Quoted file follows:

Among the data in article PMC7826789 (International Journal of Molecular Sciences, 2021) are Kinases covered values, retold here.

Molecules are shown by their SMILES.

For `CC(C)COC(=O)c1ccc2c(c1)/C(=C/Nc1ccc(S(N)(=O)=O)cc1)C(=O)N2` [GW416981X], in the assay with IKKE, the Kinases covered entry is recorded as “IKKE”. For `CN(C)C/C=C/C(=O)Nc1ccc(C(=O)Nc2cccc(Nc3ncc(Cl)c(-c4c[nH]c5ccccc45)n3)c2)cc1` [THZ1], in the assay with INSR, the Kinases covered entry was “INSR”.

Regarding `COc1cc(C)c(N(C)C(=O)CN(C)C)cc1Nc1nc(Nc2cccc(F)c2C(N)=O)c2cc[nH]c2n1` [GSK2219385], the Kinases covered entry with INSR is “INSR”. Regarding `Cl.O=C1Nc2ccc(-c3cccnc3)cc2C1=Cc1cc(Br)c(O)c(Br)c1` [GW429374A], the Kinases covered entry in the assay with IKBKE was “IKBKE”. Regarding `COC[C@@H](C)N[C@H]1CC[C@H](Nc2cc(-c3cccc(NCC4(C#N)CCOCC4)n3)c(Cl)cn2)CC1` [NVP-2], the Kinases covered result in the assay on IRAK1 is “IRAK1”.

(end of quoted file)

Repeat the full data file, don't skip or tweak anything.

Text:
Among the data in article PMC7826789 (International Journal of Molecular Sciences, 2021) are Kinases covered values, retold here.

Molecules are shown by their SMILES.

For `CC(C)COC(=O)c1ccc2c(c1)/C(=C/Nc1ccc(S(N)(=O)=O)cc1)C(=O)N2` [GW416981X], in the assay with IKKE, the Kinases covered entry is recorded as “IKKE”. For `CN(C)C/C=C/C(=O)Nc1ccc(C(=O)Nc2cccc(Nc3ncc(Cl)c(-c4c[nH]c5ccccc45)n3)c2)cc1` [THZ1], in the assay with INSR, the Kinases covered entry was “INSR”.

Regarding `COc1cc(C)c(N(C)C(=O)CN(C)C)cc1Nc1nc(Nc2cccc(F)c2C(N)=O)c2cc[nH]c2n1` [GSK2219385], the Kinases covered entry with INSR is “INSR”. Regarding `Cl.O=C1Nc2ccc(-c3cccnc3)cc2C1=Cc1cc(Br)c(O)c(Br)c1` [GW429374A], the Kinases covered entry in the assay with IKBKE was “IKBKE”. Regarding `COC[C@@H](C)N[C@H]1CC[C@H](Nc2cc(-c3cccc(NCC4(C#N)CCOCC4)n3)c(Cl)cn2)CC1` [NVP-2], the Kinases covered result in the assay on IRAK1 is “IRAK1”.